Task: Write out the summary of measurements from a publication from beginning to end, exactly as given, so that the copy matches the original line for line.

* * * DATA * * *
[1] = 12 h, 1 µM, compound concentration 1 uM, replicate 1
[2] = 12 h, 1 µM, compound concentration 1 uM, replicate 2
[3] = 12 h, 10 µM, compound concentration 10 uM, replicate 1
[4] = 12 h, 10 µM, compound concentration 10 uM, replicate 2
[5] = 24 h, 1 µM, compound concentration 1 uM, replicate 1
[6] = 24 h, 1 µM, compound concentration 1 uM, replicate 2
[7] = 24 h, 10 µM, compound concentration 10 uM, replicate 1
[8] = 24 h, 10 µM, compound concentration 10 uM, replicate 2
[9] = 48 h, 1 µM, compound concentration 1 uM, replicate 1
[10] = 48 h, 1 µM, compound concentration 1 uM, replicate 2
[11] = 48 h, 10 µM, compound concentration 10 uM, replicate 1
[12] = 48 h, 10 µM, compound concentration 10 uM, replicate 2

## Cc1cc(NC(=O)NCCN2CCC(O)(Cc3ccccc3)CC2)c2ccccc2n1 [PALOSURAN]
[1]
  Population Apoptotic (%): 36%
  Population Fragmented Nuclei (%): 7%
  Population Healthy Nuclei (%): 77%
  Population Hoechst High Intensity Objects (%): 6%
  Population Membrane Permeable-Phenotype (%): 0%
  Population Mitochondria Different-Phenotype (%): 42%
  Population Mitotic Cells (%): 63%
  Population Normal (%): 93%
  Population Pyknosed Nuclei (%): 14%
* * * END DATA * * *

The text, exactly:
[1] = 12 h, 1 µM, compound concentration 1 uM, replicate 1
[2] = 12 h, 1 µM, compound concentration 1 uM, replicate 2
[3] = 12 h, 10 µM, compound concentration 10 uM, replicate 1
[4] = 12 h, 10 µM, compound concentration 10 uM, replicate 2
[5] = 24 h, 1 µM, compound concentration 1 uM, replicate 1
[6] = 24 h, 1 µM, compound concentration 1 uM, replicate 2
[7] = 24 h, 10 µM, compound concentration 10 uM, replicate 1
[8] = 24 h, 10 µM, compound concentration 10 uM, replicate 2
[9] = 48 h, 1 µM, compound concentration 1 uM, replicate 1
[10] = 48 h, 1 µM, compound concentration 1 uM, replicate 2
[11] = 48 h, 10 µM, compound concentration 10 uM, replicate 1
[12] = 48 h, 10 µM, compound concentration 10 uM, replicate 2

## Cc1cc(NC(=O)NCCN2CCC(O)(Cc3ccccc3)CC2)c2ccccc2n1 [PALOSURAN]
[1]
  Population Apoptotic (%): 36%
  Population Fragmented Nuclei (%): 7%
  Population Healthy Nuclei (%): 77%
  Population Hoechst High Intensity Objects (%): 6%
  Population Membrane Permeable-Phenotype (%): 0%
  Population Mitochondria Different-Phenotype (%): 42%
  Population Mitotic Cells (%): 63%
  Population Normal (%): 93%
  Population Pyknosed Nuclei (%): 14%